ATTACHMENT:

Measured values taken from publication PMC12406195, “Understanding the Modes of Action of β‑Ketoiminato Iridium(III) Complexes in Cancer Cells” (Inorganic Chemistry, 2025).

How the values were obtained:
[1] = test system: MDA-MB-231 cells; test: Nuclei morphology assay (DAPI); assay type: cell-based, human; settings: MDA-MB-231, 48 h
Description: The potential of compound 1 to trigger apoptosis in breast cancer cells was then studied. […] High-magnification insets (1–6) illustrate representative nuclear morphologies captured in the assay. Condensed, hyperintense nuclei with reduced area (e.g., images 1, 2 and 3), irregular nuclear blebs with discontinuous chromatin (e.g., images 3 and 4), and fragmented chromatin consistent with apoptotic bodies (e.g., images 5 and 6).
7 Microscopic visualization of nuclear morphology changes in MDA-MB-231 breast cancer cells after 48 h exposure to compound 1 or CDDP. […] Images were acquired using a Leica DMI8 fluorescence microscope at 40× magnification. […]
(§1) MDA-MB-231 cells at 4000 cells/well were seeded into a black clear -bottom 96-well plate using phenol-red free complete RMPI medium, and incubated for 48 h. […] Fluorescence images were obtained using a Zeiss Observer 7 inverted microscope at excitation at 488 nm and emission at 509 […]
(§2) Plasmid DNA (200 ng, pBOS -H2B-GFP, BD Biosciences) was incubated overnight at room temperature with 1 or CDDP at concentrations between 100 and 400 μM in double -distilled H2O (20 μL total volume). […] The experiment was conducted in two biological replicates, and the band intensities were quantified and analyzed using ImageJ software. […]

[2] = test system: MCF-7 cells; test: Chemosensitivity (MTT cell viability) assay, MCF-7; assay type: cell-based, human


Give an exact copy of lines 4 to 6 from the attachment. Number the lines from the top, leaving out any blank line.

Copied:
Description: The potential of compound 1 to trigger apoptosis in breast cancer cells was then studied. […] High-magnification insets (1–6) illustrate representative nuclear morphologies captured in the assay. Condensed, hyperintense nuclei with reduced area (e.g., images 1, 2 and 3), irregular nuclear blebs with discontinuous chromatin (e.g., images 3 and 4), and fragmented chromatin consistent with apoptotic bodies (e.g., images 5 and 6).
7 Microscopic visualization of nuclear morphology changes in MDA-MB-231 breast cancer cells after 48 h exposure to compound 1 or CDDP. […] Images were acquired using a Leica DMI8 fluorescence microscope at 40× magnification. […]
(§1) MDA-MB-231 cells at 4000 cells/well were seeded into a black clear -bottom 96-well plate using phenol-red free complete RMPI medium, and incubated for 48 h. […] Fluorescence images were obtained using a Zeiss Observer 7 inverted microscope at excitation at 488 nm and emission at 509 […]